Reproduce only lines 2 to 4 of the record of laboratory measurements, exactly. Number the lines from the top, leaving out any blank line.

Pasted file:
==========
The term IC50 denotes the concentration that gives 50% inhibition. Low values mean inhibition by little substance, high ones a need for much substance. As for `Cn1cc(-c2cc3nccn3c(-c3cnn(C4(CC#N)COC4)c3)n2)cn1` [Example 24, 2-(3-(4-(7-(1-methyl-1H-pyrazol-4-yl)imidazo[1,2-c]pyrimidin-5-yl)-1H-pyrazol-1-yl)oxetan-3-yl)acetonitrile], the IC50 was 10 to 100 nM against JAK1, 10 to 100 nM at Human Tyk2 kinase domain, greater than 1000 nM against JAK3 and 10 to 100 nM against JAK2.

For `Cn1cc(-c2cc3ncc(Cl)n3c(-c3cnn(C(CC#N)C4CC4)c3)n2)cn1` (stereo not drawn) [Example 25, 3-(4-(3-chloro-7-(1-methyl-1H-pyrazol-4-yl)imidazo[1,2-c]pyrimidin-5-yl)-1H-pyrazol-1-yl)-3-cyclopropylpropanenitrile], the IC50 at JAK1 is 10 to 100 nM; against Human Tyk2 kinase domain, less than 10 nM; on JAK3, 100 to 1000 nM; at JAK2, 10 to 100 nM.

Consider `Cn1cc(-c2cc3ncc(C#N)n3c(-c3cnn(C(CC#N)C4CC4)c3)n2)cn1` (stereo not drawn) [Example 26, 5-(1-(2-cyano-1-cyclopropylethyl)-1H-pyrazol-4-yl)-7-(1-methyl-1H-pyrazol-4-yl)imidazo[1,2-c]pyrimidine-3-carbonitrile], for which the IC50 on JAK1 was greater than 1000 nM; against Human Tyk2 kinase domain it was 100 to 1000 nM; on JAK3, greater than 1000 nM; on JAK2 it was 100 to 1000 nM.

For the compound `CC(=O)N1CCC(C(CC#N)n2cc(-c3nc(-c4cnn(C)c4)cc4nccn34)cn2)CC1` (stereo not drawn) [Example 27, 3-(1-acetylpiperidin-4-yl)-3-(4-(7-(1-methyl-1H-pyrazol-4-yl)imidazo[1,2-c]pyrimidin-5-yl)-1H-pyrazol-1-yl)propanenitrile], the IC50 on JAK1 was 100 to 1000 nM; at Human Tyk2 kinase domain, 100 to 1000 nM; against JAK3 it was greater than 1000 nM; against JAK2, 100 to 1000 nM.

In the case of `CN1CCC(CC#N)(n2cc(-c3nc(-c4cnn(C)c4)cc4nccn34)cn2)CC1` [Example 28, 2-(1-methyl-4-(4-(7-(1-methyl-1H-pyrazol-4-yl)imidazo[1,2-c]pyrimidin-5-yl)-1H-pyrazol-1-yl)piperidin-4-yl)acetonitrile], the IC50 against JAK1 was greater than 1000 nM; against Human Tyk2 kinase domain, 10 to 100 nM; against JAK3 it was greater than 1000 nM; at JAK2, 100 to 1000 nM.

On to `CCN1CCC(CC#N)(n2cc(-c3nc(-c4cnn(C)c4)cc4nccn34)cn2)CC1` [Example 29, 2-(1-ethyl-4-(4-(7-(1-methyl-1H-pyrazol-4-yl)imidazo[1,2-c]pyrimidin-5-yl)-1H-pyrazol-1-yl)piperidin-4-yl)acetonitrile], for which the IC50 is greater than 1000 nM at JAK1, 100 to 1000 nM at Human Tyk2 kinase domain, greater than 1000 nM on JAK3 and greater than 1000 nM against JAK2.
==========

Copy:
For `Cn1cc(-c2cc3ncc(Cl)n3c(-c3cnn(C(CC#N)C4CC4)c3)n2)cn1` (stereo not drawn) [Example 25, 3-(4-(3-chloro-7-(1-methyl-1H-pyrazol-4-yl)imidazo[1,2-c]pyrimidin-5-yl)-1H-pyrazol-1-yl)-3-cyclopropylpropanenitrile], the IC50 at JAK1 is 10 to 100 nM; against Human Tyk2 kinase domain, less than 10 nM; on JAK3, 100 to 1000 nM; at JAK2, 10 to 100 nM.

Consider `Cn1cc(-c2cc3ncc(C#N)n3c(-c3cnn(C(CC#N)C4CC4)c3)n2)cn1` (stereo not drawn) [Example 26, 5-(1-(2-cyano-1-cyclopropylethyl)-1H-pyrazol-4-yl)-7-(1-methyl-1H-pyrazol-4-yl)imidazo[1,2-c]pyrimidine-3-carbonitrile], for which the IC50 on JAK1 was greater than 1000 nM; against Human Tyk2 kinase domain it was 100 to 1000 nM; on JAK3, greater than 1000 nM; on JAK2 it was 100 to 1000 nM.

For the compound `CC(=O)N1CCC(C(CC#N)n2cc(-c3nc(-c4cnn(C)c4)cc4nccn34)cn2)CC1` (stereo not drawn) [Example 27, 3-(1-acetylpiperidin-4-yl)-3-(4-(7-(1-methyl-1H-pyrazol-4-yl)imidazo[1,2-c]pyrimidin-5-yl)-1H-pyrazol-1-yl)propanenitrile], the IC50 on JAK1 was 100 to 1000 nM; at Human Tyk2 kinase domain, 100 to 1000 nM; against JAK3 it was greater than 1000 nM; against JAK2, 100 to 1000 nM.